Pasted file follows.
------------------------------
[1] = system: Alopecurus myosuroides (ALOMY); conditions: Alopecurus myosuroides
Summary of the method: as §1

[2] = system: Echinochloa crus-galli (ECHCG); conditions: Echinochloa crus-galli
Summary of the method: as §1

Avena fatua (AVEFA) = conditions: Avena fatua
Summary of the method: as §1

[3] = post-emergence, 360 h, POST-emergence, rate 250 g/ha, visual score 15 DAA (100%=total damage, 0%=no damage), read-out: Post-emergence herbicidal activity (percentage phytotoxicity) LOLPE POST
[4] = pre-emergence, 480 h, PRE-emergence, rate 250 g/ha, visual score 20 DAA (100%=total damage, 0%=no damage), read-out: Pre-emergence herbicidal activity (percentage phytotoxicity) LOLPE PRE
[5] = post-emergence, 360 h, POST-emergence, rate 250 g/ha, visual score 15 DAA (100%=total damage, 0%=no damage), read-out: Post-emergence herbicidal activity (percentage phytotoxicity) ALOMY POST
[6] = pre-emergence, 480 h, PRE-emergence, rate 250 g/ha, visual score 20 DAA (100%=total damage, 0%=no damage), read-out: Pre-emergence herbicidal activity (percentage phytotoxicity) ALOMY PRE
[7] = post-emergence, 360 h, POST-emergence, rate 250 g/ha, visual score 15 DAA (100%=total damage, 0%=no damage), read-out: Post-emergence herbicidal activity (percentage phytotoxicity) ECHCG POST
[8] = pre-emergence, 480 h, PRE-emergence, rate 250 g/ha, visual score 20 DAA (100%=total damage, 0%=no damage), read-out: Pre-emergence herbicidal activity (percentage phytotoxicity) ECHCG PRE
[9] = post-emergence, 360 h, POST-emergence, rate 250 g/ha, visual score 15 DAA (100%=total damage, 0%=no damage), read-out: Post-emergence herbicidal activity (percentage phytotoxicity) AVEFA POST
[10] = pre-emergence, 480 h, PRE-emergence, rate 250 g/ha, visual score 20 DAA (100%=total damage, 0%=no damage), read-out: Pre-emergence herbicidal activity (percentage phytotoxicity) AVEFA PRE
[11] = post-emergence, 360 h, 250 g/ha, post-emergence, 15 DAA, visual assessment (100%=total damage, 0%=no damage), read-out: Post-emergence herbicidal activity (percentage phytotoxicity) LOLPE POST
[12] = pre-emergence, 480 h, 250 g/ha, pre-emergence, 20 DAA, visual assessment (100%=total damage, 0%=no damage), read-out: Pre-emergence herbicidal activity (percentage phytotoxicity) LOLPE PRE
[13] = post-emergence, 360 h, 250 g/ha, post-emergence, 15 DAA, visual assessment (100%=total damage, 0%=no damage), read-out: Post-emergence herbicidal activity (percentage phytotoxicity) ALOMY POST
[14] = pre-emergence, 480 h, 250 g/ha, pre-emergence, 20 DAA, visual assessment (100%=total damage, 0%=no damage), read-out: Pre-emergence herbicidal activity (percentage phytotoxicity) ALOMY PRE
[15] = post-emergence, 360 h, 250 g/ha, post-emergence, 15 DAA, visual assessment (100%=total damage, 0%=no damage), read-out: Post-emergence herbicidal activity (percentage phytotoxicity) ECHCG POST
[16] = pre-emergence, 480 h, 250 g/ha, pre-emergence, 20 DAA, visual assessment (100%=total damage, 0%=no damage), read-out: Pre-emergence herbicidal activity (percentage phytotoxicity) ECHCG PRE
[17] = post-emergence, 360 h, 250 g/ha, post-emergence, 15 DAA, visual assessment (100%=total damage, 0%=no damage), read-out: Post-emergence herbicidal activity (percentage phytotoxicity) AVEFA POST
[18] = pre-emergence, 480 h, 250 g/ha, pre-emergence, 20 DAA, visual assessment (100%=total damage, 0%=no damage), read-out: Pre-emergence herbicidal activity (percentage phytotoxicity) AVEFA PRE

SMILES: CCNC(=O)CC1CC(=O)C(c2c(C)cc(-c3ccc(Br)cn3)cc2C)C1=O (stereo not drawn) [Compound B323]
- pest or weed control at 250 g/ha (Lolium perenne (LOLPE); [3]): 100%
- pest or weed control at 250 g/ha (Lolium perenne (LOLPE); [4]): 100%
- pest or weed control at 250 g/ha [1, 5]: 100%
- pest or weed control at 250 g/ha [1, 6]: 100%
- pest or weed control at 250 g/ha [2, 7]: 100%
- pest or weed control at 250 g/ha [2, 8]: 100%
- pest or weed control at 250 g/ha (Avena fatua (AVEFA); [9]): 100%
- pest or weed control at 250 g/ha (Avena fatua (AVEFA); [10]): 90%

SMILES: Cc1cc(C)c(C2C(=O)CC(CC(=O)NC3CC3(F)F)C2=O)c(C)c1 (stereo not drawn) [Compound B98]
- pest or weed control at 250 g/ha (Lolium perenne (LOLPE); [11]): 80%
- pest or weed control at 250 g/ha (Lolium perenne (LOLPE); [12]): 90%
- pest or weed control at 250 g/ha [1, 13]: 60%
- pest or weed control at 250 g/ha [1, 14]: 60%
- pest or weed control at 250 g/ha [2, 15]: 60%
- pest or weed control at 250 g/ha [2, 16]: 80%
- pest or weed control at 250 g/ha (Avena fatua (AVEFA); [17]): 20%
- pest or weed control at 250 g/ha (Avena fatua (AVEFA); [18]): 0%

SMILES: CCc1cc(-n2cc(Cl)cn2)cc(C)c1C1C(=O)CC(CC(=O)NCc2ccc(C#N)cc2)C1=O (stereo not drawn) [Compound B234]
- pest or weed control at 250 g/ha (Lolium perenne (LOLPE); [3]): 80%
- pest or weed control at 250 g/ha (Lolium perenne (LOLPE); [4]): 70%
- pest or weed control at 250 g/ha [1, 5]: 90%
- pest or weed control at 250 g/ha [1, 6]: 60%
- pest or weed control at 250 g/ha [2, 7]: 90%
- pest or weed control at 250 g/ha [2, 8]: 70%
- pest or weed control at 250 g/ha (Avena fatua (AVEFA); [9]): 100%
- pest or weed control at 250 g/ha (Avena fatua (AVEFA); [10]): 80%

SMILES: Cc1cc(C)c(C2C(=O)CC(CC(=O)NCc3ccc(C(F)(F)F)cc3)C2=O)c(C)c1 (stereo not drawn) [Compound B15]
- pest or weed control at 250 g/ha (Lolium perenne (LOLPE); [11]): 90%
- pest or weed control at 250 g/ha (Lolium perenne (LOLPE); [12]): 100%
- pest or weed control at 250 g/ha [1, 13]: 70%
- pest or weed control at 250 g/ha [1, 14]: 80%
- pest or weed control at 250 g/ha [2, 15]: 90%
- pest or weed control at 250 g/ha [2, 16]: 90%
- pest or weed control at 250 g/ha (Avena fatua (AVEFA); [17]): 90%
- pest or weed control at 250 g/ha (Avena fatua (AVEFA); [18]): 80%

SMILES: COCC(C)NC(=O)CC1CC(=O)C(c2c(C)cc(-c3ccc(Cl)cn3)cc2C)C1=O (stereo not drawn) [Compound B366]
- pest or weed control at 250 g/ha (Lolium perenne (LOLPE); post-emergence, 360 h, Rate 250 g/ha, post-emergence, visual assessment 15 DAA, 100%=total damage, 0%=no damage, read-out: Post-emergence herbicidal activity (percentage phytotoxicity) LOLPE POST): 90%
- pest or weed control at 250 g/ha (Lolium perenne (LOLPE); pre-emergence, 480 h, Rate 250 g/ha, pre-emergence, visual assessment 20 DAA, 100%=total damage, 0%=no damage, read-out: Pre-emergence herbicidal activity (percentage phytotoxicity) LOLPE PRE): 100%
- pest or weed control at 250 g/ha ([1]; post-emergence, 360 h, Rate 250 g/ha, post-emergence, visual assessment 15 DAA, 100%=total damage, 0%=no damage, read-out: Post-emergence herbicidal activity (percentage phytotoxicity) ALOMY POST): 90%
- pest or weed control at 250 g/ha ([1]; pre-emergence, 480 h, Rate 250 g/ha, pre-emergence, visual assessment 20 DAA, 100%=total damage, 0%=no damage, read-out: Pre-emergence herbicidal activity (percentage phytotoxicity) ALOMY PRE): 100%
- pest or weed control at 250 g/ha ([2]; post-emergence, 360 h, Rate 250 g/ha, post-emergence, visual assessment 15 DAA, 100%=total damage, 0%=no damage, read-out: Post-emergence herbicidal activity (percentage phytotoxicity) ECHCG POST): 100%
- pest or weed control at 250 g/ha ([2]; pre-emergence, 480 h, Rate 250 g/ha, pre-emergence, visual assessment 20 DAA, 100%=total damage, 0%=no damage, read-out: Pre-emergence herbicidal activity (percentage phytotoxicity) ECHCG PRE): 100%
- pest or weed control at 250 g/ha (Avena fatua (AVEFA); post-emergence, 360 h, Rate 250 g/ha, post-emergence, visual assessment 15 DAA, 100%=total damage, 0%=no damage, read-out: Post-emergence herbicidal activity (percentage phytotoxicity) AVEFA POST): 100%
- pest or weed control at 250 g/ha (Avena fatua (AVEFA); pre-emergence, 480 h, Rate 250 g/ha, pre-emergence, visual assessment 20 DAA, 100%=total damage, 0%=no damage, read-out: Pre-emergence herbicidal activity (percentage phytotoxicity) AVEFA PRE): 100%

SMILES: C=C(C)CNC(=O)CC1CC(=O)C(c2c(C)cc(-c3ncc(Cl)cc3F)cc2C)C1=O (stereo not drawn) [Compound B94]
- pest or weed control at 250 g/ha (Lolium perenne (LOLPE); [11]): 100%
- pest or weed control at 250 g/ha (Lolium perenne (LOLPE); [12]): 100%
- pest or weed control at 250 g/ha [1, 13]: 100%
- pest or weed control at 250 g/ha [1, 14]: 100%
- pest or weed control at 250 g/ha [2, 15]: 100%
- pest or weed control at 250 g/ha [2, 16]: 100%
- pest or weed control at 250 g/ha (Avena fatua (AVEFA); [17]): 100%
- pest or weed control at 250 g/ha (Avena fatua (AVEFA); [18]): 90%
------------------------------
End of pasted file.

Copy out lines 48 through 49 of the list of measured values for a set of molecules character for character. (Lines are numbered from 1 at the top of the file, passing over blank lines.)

- pest or weed control at 250 g/ha (Avena fatua (AVEFA); [9]): 100%
- pest or weed control at 250 g/ha (Avena fatua (AVEFA); [10]): 80%